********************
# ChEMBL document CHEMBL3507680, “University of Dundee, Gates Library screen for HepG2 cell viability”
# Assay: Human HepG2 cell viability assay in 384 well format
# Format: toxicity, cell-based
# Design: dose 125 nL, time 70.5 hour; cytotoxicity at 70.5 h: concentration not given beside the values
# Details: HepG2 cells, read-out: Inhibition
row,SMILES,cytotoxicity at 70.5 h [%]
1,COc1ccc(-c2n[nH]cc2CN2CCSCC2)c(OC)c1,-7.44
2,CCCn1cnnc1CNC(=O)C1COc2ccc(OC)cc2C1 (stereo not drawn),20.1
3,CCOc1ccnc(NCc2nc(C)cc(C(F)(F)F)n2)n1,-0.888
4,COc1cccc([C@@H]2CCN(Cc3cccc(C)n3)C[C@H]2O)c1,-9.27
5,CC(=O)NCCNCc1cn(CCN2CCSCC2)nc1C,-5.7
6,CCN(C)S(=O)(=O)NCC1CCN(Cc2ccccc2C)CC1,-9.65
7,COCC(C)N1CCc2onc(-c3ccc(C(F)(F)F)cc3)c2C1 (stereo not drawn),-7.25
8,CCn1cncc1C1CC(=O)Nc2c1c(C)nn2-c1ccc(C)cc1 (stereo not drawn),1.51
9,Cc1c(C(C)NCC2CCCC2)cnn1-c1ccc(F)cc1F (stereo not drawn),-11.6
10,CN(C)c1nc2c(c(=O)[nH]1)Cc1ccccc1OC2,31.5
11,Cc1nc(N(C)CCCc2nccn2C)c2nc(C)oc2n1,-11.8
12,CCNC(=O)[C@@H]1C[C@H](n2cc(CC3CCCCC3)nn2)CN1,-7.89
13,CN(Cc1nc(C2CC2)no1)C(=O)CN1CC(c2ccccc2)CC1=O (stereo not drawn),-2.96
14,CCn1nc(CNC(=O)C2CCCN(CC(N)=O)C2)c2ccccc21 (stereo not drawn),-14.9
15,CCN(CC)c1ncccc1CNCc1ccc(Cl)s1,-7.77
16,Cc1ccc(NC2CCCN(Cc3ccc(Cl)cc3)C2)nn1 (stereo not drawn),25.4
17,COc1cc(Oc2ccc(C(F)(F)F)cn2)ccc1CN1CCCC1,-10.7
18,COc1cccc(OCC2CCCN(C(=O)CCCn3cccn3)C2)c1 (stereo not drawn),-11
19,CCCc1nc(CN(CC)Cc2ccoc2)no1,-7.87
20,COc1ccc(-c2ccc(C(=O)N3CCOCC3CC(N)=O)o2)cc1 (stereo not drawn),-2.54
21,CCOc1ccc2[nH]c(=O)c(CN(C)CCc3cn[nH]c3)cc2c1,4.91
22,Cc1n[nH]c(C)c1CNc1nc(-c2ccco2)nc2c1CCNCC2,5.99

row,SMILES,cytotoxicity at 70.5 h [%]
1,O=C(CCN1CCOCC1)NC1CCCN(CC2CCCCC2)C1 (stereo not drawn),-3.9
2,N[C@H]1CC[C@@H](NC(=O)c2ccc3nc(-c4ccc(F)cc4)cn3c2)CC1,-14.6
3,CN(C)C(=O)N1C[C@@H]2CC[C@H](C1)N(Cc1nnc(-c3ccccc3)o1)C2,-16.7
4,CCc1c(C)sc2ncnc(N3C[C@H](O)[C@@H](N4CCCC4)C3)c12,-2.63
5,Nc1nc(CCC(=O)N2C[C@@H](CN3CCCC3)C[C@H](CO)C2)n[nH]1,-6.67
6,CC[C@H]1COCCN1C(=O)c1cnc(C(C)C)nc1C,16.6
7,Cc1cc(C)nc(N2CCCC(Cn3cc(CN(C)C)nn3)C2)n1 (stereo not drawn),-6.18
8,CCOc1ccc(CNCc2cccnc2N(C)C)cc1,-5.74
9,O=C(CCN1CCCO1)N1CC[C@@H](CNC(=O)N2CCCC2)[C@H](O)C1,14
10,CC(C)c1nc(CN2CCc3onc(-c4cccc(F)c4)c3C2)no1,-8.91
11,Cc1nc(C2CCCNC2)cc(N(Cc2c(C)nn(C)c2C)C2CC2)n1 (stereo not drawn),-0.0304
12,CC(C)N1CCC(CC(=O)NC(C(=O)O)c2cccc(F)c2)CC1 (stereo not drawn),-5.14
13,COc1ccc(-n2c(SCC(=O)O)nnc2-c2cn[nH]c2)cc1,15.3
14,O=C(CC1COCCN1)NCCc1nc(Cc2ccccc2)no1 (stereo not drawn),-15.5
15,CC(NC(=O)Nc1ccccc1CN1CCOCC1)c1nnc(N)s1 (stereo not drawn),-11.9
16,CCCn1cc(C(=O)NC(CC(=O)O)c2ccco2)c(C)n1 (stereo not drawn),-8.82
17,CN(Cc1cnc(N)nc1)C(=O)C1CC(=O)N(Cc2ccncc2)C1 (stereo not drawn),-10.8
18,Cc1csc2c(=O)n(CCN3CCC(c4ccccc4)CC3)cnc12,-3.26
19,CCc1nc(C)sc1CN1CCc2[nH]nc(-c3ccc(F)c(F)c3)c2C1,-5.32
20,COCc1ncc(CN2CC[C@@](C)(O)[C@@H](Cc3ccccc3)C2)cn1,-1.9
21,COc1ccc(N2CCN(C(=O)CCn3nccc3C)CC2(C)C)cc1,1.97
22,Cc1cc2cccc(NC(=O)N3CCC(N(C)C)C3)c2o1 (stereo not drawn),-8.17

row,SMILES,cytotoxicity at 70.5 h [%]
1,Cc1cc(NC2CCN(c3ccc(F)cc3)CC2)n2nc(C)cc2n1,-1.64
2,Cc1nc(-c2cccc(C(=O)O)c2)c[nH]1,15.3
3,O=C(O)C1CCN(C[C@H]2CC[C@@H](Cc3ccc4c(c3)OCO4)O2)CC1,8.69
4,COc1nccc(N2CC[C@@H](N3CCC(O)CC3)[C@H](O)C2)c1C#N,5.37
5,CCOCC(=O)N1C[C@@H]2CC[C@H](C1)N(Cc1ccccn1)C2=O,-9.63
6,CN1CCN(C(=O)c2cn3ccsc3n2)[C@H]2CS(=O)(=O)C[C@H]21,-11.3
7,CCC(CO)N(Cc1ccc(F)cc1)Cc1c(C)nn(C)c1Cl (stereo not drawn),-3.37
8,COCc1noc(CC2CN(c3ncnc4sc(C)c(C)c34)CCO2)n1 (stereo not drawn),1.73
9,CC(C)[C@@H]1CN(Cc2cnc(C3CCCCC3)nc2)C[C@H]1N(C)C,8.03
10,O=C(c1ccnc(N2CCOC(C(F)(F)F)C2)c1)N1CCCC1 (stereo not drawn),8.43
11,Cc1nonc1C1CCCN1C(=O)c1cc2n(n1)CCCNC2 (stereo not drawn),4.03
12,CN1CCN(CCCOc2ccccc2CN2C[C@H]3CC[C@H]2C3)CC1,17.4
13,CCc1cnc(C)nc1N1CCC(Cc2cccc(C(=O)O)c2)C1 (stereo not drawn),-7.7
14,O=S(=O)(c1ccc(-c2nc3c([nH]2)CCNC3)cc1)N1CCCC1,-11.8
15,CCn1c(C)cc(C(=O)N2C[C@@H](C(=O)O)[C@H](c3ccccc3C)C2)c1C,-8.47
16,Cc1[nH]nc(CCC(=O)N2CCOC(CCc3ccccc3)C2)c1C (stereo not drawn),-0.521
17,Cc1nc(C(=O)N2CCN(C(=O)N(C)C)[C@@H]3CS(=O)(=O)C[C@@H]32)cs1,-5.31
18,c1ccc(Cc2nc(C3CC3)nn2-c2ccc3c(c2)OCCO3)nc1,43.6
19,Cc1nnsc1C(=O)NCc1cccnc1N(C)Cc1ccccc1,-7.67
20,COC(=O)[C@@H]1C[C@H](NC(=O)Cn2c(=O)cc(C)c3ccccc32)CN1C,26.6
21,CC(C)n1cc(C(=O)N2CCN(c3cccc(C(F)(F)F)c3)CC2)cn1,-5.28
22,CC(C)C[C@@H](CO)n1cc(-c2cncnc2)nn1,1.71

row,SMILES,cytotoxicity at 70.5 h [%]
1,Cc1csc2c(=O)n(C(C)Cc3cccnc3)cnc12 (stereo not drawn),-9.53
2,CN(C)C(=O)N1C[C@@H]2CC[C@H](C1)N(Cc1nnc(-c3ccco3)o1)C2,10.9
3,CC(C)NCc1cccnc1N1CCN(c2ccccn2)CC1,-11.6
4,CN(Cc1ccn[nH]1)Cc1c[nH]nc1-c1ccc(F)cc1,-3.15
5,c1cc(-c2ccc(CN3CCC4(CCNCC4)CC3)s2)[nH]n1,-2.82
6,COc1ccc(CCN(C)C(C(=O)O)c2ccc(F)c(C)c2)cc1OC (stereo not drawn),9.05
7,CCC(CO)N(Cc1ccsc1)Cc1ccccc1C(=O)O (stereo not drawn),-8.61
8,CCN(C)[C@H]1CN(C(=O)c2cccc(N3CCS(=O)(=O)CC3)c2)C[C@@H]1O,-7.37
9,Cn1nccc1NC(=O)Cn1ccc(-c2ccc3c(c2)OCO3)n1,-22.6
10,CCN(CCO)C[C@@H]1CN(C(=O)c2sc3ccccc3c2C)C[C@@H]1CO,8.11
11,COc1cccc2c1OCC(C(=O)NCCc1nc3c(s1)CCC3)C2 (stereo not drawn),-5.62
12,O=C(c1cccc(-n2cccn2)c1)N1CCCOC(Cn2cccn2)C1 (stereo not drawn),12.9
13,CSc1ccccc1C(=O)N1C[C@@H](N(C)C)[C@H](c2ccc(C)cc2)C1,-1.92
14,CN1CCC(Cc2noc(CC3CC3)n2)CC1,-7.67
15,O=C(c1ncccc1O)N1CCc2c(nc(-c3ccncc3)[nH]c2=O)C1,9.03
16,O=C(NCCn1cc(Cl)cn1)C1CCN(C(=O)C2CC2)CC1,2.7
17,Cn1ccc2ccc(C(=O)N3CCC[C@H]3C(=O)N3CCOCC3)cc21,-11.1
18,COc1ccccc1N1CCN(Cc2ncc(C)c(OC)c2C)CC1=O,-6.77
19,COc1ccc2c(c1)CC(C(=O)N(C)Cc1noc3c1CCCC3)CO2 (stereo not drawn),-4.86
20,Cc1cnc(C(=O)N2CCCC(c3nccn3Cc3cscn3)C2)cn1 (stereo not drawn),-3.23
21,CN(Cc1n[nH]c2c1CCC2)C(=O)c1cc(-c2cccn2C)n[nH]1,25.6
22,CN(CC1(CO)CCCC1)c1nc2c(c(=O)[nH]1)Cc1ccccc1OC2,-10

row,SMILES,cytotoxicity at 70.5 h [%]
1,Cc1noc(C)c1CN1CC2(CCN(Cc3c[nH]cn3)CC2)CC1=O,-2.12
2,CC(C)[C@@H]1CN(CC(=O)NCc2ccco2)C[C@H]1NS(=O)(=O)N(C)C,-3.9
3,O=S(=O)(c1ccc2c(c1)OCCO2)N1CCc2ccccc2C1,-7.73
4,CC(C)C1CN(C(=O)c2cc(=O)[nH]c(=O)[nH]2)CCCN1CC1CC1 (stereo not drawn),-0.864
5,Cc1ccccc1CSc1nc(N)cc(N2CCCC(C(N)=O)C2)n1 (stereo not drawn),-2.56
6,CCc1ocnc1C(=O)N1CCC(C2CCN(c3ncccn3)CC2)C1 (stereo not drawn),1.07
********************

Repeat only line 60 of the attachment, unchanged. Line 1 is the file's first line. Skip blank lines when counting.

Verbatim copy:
8,COCc1noc(CC2CN(c3ncnc4sc(C)c(C)c34)CCO2)n1 (stereo not drawn),1.73